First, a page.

This plan shows the real operators (called processors and located in the src/Processors folder in ClickHouse codebase) that will manage the query such as ExpressionTransform, Resize, or AggregatingTransform.

Moreover, the plan showed us the number of threads for each operation. We could see the subquery (defined by CreatingSet) starts by reading data on disk and filtering them using 4 threads. But the creation of the Set (CreatingSetsTransform) is done by only 1 thread. This is a major bottleneck as the creation of a Set is slow by nature. It is then likely that the reason of the slowness is the Set creation needed for the subquery as we suspected.

Temporary verbose log

At this stage, the suspected cause of our slowness is the Set (needed for the subquery). Now we needed to confirm it, by looking at the logs. We ran the query and asked ClickHouse to be as verbose as possible. Once connected with our clickhouse-client, we sent the following command to enable tracing (note that this might work using a JDBC client).

SET send_logs_level = 'trace'

We re-ran our query and checked the logs:

[christophe] 2021.09.13 12:38:02.473359 [ 1569254 ] {99b0d8bb-02be-424d-8ca2-b542704ae556} <Debug> executeQuery: (from SELECT count() FROM table1 WHERE rand_val IN ( SELECT rand_val FROM table2 WHERE (rand_val != 50000) ) AND (rand_val != 4000)
[...redacted for brevity...]
[christophe] 2021.09.13 12:38:02.476892 [ 1569398 ] {99b0d8bb-02be-424d-8ca2-b542704ae556} <Trace> CreatingSetsTransform: Creating set.
[christophe] 2021.09.13 12:38:04.806816 [ 1569398 ] {99b0d8bb-02be-424d-8ca2-b542704ae556} <Debug> CreatingSetsTransform: Created Set with 30000000 entries from 30000000 rows in 2.329918365 sec.
[...redacted for brevity...]
1 rows in set. Elapsed: 3.004 sec. Processed 60.00 million rows, 480.00 MB (19.97 million rows/s., 159.78 MB/s.)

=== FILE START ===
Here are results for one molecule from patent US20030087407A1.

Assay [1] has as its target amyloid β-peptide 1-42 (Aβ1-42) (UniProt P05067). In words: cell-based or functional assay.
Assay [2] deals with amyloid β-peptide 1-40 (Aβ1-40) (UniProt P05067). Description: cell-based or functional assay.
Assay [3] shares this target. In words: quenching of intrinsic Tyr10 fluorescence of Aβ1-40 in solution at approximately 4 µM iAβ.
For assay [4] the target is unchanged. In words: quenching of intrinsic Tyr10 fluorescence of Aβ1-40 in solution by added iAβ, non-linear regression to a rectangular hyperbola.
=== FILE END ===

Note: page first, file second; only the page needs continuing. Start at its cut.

This is what we learned by carefully reading the logs:

  • time taken to load, decompress and deserialize the data from disk
  • how many threads were used for a specific operation
  • how much data was pruned due to a filter on the primary key

Unfortunately, the logs wouldn’t let us know how long the filter operations took (like SELECT ... WHERE field1='A' or field2='B') since they’re included in the aggregation operation.

Nevertheless, those logs showed that our query took 3 seconds. Almost 80% of the time (2.3 seconds) was spent for the Set creation! We now had proof of the bottleneck.

Query log & trace log

Instead of manually enabling debug logs while the cluster is running, we could have used standard ClickHouse core tables that contain this information.

Here are the 2 most useful tables to understand what is happening in ClickHouse.

Query log

Any default ClickHouse installation have a system.query_log table enabled by default. Whenever a query starts or finishes, it is logged into that table along with its metadata (including its duration).

If you know approximately when you did your query, you can find it by filtering on the fields event_time and query.

For example:

select * from system.query_log
where event_time >='2021-08-25 13:38:41' and event_time <='2021-08-25 13:39:31'
and query like 'select%table1%' and type = ‘QueryFinish’ format Vertical;

The interesting fields of the query_log table are:

  • query_duration_ms: our best indicator for slow queries
  • read_rows, read_bytes, result_bytes, memory_usage: to get an idea of the amount of data
  • query: the raw text of the query that we can use to filter on
  • Settings.Names & Settings.Values: if you want to reproduce the query with the settings used during the slow query (for example if the query was configured with the max_threads settings to use only 1 core instead of half the server CPUs)
  • is_initial_query: when using a cluster, this boolean differentiates queries sent by a client from queries sent by another server of the cluster.
  • query_id: if you know exactly the query you’re looking for because you run it manually with clickhouse-client and got the id

This table will help you check your query history and see if similar queries were always slow or if it was a temporary glitch on a specific one.

Trace log

The trace_log table is another valuable source of information. It let us profile time spent in the actual C++ functions for any given query. While it requires a deeper understanding of ClickHouse source code, it does provide invaluable insights while benchmarking or testing new ClickHouse features.

Note that it is not enabled by default, as it has an impact on the overall performance. To activate it, you need to put the following XML block in the settings.xml of ClickHouse (the path is /etc/clickhouse-server/config.xml by default).